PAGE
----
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The real estate market is one of the most highly competitive markets in the world today, and with good reason; it’s huge! Most people who decide to invest in real estate are doing so because they want to make money, and the more money you can make from your investments, the better off you’ll be. Writing your own real estate application will take a lot of trial and error, but it will be rewarding when you get it running smoothly. You’ve worked hard on your code; don’t give up until you succeed! If you’re looking for an edge in the real estate game, consider coding your own custom application for managing potential properties.
Step 1: Choose an App to Use
Choosing a real estate application is as easy as walking through your phone’s app store. There are tons of applications out there and all you need is one that has enough user-friendly features for you to get by. Take some time to review your options and see which one fits you best. While many people choose Zillow, Trulia, or Realtor, I recommend making an app-specific for your business. One that allows full access and uses from beginning to end. My personal favorite is AppFolio because it’s user-friendly yet still looks professional and it costs less than $2/month which is a bonus if you’re trying to save money during startup!
Step 2: Install the App
Building an app can be done on a number of different platforms. At its most basic, however, an app needs two components: a database and code. You can build both of these yourself or pay someone else to do it. Whichever route you choose, you’ll need a smartphone and at least a passing familiarity with AppInventor or another development platform. If you don’t know what that means, keep reading and we’ll explain later in Step 6.
Step 3: Sign Up For A Developer Account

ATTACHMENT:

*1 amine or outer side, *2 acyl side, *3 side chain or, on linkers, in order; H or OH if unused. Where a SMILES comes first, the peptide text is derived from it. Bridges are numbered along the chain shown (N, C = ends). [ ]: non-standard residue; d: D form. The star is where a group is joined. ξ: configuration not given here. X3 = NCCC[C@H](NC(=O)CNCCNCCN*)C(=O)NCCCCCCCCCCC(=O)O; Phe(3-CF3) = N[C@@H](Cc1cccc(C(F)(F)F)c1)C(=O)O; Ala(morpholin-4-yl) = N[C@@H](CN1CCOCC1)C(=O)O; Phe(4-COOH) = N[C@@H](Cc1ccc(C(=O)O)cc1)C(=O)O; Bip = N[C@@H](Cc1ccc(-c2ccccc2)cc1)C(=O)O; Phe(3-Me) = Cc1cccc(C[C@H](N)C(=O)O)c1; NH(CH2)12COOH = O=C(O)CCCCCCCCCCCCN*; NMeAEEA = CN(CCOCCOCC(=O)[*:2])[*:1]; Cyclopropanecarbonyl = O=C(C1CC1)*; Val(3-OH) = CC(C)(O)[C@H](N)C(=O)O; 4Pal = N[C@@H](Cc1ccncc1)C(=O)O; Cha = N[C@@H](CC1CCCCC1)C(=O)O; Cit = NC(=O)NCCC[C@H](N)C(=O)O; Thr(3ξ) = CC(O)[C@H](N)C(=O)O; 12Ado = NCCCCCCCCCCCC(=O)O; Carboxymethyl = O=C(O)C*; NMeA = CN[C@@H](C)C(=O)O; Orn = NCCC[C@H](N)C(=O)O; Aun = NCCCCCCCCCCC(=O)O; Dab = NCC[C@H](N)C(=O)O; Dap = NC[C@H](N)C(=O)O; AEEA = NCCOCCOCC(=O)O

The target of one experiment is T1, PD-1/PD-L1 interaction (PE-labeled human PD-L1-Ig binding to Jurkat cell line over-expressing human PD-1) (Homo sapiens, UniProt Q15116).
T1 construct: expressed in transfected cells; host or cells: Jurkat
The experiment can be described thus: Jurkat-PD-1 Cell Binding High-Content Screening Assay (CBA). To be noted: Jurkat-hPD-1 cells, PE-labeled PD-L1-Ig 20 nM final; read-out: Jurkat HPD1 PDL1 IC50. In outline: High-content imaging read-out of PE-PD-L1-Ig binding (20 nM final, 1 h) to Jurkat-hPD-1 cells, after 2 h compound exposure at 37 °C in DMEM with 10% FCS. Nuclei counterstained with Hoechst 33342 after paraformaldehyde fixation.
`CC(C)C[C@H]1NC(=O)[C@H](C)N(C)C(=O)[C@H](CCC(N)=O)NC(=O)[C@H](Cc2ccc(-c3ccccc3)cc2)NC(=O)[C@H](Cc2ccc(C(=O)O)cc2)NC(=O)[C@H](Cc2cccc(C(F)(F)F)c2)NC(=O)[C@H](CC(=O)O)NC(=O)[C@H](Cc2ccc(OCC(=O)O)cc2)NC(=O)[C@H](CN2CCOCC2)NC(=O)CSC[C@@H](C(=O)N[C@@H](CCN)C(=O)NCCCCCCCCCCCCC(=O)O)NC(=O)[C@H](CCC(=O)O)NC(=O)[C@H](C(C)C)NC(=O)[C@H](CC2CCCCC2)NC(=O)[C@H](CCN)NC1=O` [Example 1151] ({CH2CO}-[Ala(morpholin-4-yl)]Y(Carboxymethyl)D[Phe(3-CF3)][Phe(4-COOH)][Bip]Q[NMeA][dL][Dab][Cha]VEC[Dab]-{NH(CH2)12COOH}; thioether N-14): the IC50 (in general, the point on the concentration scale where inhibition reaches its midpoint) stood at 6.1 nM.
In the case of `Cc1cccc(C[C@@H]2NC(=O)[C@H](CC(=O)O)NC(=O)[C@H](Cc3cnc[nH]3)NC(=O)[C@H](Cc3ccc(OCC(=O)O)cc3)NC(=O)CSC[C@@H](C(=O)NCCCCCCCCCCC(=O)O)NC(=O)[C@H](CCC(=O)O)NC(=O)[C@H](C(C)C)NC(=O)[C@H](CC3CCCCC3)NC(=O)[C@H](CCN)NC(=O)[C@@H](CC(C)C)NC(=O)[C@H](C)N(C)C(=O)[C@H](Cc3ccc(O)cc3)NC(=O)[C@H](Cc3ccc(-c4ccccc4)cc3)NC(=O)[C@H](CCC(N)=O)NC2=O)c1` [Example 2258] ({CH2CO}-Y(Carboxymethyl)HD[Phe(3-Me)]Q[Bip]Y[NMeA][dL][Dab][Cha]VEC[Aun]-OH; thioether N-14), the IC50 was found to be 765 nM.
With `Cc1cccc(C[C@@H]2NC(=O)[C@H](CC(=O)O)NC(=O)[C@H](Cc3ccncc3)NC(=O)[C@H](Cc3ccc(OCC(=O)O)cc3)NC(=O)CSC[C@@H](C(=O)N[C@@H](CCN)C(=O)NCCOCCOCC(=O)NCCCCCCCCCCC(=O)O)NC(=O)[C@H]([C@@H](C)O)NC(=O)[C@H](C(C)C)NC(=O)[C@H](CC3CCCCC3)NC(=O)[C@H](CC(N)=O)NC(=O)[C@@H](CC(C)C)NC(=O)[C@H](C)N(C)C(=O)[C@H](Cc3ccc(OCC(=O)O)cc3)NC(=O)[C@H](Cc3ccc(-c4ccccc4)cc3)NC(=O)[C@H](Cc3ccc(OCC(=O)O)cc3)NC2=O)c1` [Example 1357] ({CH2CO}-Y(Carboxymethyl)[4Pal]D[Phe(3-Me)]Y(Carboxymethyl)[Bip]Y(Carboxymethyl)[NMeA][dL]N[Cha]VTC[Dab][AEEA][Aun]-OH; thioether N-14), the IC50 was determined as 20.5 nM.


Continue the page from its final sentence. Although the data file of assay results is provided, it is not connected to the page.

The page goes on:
One of your first steps in coding a real estate application is to sign up for a developer account. This step isn’t strictly necessary, but it’s going to save you a ton of time. These accounts typically run around $25 per month and are available from most modern brokerages such as RealtyShares and RealtyMogul. With a developer account, you can instantly connect your brokerage and start using its API immediately. If you don’t have one ready, then go ahead and create an account now at either RealtyShares or RealtyMogul before moving on with our tutorial.
Step 4: Configure Your App
You’ve finished coding, but you still need to make sure your app is going to work correctly in its production environment. At each step along the way, there are small problems that can arise—platform-specific bugs, for example. In order to fully test your app and ensure it will function properly when it goes live on a phone or tablet, you need access to a real device. No matter what kind of testing you do on your development computer (ideally using different browsers), using a real device allows you to create more complex interactions with your app that cannot be replicated on a computer.
Step 5: Add Users in the Developer Account
When you are at step 5, do not forget that even though your real estate application is ready, it will not be able to be viewed by anyone unless you add users to your developer account. Adding users will grant access to test and preview your real estate application. To add a user, go to My Applications in a Developer Account and click Add Users. Here, you can invite people from Google+ circles or from an email address who have public profiles linked with Google+. Note that these must be people who also use Google+ for their work as testers and reviewers of applications.
Step 6: Design The Screens on your App